Subdomains vs Subfolders

Subdomains and subfolders are two ways of dividing up a domain. These two different approaches both look different in the URL. You would use a subdomain in a different situation than you would a subdomain. This article compares when it is most useful to use a subdomain versus a subfolder.

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What Are Subdomains?

Technically, a subdomain  is any division of the Domain Name System (DNS). This means that top-level domains (TLDs) are, technically speaking, subdomains because they divide up the Internet into .com, .net, .org, etc. Domains such as or make up the next level of subdomain, then there are divisions of the domain, and so on down the hierarchy. However, in common speech, subdomain refers to the third division, the level in this hierarchy that comes after domain names.

Entire Domain

The Internet

Top-Level Domains (TLDs)


Domain names



                                    autos, jobmarket, travel, health

I have placed each level down and to the right to indicate the hierarchy in the chart. But in an actual URL (Uniform Resource Locator), each subdomain appears to the left of the level above, so these New York Times URLs would look like this:

That is, subdomains precede the domain name and are separated from it by a dot.

What Are Subfolders?

Subfolders are an organizational strategy for grouping material on a website, both for the webmaster and for the reader. Subfolders should aid the visitor in understanding exactly what each page is/does, with brief, evocative descriptions. Unlike subdomains, subfolders are hierarchy divisions that are placed to the right of the TLD. This is a quick way to be able to identify the different structuring methods a website is using.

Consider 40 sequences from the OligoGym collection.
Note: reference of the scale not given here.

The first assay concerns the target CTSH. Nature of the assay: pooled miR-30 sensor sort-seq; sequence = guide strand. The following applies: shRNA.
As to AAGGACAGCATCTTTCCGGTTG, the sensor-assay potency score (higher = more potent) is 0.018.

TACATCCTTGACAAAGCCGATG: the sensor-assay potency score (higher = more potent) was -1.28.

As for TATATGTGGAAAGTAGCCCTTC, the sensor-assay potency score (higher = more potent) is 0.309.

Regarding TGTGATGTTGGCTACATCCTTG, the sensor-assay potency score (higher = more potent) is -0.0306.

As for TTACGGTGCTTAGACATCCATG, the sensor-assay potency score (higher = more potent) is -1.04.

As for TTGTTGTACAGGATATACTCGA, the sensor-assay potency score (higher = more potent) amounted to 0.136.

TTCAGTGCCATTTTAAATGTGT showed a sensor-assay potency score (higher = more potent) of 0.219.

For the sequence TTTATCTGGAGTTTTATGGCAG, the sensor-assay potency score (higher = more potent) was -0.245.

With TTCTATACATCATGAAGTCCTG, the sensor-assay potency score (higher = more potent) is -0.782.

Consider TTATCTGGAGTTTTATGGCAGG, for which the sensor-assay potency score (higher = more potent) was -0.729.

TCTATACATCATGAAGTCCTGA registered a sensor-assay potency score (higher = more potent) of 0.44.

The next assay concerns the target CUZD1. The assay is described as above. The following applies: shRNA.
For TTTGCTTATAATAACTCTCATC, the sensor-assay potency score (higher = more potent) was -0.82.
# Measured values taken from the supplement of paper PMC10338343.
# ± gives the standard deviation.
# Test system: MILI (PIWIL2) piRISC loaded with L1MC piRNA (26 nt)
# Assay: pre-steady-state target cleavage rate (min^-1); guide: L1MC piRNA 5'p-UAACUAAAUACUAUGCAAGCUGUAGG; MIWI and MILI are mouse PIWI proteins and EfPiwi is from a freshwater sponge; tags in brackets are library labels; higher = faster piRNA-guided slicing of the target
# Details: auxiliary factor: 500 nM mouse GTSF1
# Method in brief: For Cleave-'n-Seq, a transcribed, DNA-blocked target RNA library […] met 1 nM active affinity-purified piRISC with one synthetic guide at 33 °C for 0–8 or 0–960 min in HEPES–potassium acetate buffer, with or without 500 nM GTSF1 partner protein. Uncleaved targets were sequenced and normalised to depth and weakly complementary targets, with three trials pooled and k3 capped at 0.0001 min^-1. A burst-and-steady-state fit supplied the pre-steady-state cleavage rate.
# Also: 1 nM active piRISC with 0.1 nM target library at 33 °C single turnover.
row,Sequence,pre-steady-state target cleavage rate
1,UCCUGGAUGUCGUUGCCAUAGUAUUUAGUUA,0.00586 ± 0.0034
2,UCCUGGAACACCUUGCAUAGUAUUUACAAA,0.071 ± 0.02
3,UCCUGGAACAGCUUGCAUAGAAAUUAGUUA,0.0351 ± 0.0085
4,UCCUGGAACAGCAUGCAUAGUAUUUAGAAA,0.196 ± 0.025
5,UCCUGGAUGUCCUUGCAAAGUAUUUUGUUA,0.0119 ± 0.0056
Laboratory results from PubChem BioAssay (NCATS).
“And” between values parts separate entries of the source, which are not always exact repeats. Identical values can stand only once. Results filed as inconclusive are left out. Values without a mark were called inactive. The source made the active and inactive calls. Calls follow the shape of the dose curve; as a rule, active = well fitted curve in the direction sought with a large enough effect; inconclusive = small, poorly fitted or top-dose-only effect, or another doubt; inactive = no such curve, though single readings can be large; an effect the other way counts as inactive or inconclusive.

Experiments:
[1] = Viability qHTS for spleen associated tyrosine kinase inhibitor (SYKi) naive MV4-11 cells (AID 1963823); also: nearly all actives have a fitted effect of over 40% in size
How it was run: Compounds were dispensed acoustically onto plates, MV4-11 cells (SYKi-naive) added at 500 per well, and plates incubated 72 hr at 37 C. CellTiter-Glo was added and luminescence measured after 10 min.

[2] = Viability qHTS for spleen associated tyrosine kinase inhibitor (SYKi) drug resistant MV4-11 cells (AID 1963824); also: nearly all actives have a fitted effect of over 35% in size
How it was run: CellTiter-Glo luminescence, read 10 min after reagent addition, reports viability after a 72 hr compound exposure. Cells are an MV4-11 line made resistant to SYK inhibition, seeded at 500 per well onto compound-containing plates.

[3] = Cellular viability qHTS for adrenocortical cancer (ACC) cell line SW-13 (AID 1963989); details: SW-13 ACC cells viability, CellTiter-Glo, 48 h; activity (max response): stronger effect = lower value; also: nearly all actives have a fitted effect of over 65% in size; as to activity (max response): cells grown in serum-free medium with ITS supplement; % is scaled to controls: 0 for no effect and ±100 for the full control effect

For example, on the New York Times site, not all divisions are subdomain divisions. There are also subfolders, for example:

This subfolder has its own set of subfolders including: world, national, nyregion, business, technology, science, health, sports, opinion, arts, style, and real estate, and these appear to the right of the folder, pages, like this:

That is, subfolders follow the domain name and are separated from it by a slash. Subfolders of the original subfolder are also separated by a slash and placed to the right.

When to Use Subdomains and Subfolders

Subdomains are, in general, used to indicate major subdivisions of a site. When we're talking about sections of pages, major means sections that run to thousands or tens of thousands of pages. You can see from the New York Times examples given above that not every division of the website is a subdomain. Only the very large ones are, while the majority of divisions exist as subfolders.

Another reason to separate a section of a site by using a subdomain is if it has a very different function or different type of file. This includes the ability to designate individual host  servers, as well as separate functions such as mail and File Transfer Protocol (FTP). For example, Google has separate subdomains for maps, video, news, groups, and images:

However, Google's International section, its Accounts section, and its Help section, are all set up as subfolders:

Subdomains are also typically used to specify a server cluster. For example, the National Education Association "higher education" (he) subfolder is on a server cluster designated www2, so its web address looks like this.

Another use for subdomains is the private sites of individuals under a larger domain. This is usually the case with free web hosting.

Another element to consider in choosing subdomains and subfolders is how a server handles subdomains and subfolders. It has been pointed out that in the Internet Information System (IIS) used by Windows servers, subdomains are treated as unique websites and can therefore have independent settings for performance, logging, authentication, etc. In this case, the choice has added significance.

Related Article: Domain Names >>

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